Once inflation arises, reversing course is difficult. Businesses shut down or relocate, unemployment soars and we enter an economic contraction.
The centre isn’t where he or ConservativeHome or anyone else wants it to be. It’s where it is – “Far From Notting Hill”.
What we need is to promote a higher wage, higher productivity economy. Our economic targets should reflect those aims.
The Government can’t deliver levelling up without more supply-side change, localism and public service reform.
Providing small businesses with technology and training will accelerate our recovery from Coronavirus.
The Budget was, if truly honest, a sign that the Government shuns spending cuts and embraces tax rises – which is ultimately unsustainable.
Conservative messaging implies an implicit belief that there are no major state functions ripe for reform in any fiscal repair.
It will probe whether or or not Sunak can prepare the country for that future – and perhaps succeed Johnson himself, “one fine day”.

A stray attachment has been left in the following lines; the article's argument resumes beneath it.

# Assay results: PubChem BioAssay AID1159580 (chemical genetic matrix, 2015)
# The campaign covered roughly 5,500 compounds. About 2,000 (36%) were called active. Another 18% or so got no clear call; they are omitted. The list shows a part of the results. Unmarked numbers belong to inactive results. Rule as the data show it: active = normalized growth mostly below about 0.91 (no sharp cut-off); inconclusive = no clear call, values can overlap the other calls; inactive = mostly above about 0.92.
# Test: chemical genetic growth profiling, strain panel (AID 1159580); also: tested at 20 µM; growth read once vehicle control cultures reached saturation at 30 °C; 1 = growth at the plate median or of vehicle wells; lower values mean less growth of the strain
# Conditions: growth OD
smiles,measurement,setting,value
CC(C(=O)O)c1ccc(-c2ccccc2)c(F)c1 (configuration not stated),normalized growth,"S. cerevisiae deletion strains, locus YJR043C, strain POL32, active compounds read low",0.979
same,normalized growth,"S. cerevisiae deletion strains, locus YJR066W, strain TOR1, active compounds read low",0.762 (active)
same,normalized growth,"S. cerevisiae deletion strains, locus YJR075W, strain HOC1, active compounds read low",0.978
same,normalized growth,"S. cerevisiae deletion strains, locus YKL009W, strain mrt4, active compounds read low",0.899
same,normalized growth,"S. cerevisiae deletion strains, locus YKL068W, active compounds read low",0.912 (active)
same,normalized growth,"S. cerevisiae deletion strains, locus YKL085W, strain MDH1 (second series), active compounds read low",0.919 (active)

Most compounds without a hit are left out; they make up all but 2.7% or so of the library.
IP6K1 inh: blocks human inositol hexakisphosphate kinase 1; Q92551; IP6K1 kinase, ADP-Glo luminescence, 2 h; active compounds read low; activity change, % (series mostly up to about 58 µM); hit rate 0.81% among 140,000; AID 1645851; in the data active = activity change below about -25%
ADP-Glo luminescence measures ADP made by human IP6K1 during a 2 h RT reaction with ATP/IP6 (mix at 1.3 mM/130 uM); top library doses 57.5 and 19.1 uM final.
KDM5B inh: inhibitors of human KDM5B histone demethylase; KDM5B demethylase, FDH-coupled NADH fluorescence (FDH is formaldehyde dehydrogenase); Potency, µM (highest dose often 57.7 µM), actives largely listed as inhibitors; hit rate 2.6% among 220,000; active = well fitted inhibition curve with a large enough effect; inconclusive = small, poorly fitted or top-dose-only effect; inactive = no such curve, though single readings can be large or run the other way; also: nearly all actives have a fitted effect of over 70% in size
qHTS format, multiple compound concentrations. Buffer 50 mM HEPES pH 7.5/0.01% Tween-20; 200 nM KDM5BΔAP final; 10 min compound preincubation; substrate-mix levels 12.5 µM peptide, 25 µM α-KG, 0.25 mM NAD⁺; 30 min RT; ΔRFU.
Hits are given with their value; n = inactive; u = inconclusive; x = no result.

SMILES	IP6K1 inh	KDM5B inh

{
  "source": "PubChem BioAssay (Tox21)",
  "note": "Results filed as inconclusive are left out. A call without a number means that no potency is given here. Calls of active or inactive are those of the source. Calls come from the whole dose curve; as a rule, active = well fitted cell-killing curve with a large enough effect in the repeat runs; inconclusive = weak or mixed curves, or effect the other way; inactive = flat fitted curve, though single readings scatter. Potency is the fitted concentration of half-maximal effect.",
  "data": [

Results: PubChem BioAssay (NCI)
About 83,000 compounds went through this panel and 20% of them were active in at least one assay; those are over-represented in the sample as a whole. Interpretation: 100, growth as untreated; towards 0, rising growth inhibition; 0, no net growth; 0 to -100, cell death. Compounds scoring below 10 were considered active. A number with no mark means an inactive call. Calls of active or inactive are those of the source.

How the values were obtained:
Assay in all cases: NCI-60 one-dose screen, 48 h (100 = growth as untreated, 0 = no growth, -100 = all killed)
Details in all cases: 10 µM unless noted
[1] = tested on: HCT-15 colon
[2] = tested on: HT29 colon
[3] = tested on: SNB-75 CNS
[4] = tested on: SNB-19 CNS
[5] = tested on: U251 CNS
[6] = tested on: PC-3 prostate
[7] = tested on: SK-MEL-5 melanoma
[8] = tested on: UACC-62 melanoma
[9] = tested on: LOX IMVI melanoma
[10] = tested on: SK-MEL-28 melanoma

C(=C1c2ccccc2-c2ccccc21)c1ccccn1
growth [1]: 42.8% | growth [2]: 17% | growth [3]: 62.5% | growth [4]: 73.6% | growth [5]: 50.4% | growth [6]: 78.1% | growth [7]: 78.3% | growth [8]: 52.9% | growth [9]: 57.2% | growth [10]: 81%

Perhaps the simplest way of putting it is: it’s all about economic credibility, stupid. Because come 2024, it certainly will be.
We need to have a debate about which taxes are least damaging to economic growth. Over the long term, corporation tax ranks as being one of the worst.
I’m delighted to have been asked to help set up the new Taskforce for Innovation and Growth through Regulatory Reform.
It’s baffling why think-tanks are taking the OBR assessments as truth, given its prediction record.
Before pumping more funding into the public sector, we must restore the habit of making sure we have the money in the bank before we start spending it.
Plus: Johnson’s sub-optimal Brexit trade deal choice. I’m not dreaming of a normal Christmas. And: green jobs – overall, a cost not a benefit.
The first group of savings are about making the state more efficient, the second about creating a state focused on the core tasks of government.